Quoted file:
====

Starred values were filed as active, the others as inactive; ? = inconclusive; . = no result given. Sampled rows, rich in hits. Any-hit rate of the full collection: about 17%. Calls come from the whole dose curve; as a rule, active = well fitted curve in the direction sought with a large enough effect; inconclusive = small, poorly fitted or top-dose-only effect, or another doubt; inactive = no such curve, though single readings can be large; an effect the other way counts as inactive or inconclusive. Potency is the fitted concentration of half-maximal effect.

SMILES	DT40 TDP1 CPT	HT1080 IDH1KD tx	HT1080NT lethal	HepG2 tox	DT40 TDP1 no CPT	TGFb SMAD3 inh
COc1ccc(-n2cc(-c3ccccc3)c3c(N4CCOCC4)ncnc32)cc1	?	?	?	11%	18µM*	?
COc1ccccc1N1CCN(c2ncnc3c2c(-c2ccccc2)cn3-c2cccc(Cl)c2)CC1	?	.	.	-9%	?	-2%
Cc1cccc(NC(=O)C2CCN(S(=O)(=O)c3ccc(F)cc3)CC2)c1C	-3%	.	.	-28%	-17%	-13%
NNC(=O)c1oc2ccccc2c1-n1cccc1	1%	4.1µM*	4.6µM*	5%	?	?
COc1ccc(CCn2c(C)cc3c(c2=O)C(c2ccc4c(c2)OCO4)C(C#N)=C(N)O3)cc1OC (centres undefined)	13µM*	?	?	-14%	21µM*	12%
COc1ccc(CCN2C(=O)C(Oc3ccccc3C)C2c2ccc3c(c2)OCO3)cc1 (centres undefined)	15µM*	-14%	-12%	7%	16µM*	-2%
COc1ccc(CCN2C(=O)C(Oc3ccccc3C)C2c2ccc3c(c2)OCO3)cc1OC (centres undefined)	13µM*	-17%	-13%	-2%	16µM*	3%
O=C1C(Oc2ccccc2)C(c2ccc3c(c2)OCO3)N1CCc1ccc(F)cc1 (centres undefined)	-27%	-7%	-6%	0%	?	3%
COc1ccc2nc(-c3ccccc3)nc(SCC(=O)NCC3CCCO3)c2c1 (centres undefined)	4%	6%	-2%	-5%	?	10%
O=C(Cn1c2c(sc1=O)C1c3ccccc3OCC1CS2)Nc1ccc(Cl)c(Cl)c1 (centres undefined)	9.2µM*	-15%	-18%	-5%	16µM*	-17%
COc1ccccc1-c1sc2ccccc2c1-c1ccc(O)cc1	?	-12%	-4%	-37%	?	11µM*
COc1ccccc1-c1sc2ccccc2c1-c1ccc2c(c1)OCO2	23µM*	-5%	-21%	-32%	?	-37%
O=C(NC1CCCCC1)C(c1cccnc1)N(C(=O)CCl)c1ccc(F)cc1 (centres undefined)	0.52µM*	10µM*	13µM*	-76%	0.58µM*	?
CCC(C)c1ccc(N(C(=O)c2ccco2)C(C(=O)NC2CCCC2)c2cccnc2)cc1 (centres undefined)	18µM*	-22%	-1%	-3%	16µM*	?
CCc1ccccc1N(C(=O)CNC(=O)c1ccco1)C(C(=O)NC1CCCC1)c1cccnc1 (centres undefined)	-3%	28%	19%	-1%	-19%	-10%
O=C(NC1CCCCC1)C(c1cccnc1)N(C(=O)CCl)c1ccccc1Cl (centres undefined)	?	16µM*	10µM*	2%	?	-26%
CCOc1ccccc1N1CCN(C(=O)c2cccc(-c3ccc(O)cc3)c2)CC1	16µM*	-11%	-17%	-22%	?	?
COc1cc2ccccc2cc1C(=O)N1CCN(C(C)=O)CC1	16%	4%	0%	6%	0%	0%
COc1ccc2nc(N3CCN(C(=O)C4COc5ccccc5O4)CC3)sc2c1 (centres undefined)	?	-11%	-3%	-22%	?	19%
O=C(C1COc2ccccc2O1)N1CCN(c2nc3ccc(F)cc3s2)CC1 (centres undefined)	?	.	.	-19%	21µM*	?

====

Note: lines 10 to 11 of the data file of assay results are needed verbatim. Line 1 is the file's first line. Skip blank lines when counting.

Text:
O=C1C(Oc2ccccc2)C(c2ccc3c(c2)OCO3)N1CCc1ccc(F)cc1 (centres undefined)	-27%	-7%	-6%	0%	?	3%
COc1ccc2nc(-c3ccccc3)nc(SCC(=O)NCC3CCCO3)c2c1 (centres undefined)	4%	6%	-2%	-5%	?	10%